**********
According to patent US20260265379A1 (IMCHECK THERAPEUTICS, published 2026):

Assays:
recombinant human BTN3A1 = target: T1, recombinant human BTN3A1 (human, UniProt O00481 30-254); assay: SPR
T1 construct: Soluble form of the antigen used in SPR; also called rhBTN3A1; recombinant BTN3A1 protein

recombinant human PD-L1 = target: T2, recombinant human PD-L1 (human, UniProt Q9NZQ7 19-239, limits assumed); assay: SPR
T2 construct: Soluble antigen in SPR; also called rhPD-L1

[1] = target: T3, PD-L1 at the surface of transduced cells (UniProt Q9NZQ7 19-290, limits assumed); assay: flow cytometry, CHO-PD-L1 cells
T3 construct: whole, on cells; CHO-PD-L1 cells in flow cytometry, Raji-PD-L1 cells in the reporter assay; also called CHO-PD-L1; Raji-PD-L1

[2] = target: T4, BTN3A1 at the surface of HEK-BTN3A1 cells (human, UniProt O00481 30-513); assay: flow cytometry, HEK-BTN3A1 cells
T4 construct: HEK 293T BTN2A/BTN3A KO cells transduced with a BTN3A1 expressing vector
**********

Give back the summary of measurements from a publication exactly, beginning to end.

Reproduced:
According to patent US20260265379A1 (IMCHECK THERAPEUTICS, published 2026):

Assays:
recombinant human BTN3A1 = target: T1, recombinant human BTN3A1 (human, UniProt O00481 30-254); assay: SPR
T1 construct: Soluble form of the antigen used in SPR; also called rhBTN3A1; recombinant BTN3A1 protein

recombinant human PD-L1 = target: T2, recombinant human PD-L1 (human, UniProt Q9NZQ7 19-239, limits assumed); assay: SPR
T2 construct: Soluble antigen in SPR; also called rhPD-L1

[1] = target: T3, PD-L1 at the surface of transduced cells (UniProt Q9NZQ7 19-290, limits assumed); assay: flow cytometry, CHO-PD-L1 cells
T3 construct: whole, on cells; CHO-PD-L1 cells in flow cytometry, Raji-PD-L1 cells in the reporter assay; also called CHO-PD-L1; Raji-PD-L1

[2] = target: T4, BTN3A1 at the surface of HEK-BTN3A1 cells (human, UniProt O00481 30-513); assay: flow cytometry, HEK-BTN3A1 cells
T4 construct: HEK 293T BTN2A/BTN3A KO cells transduced with a BTN3A1 expressing vector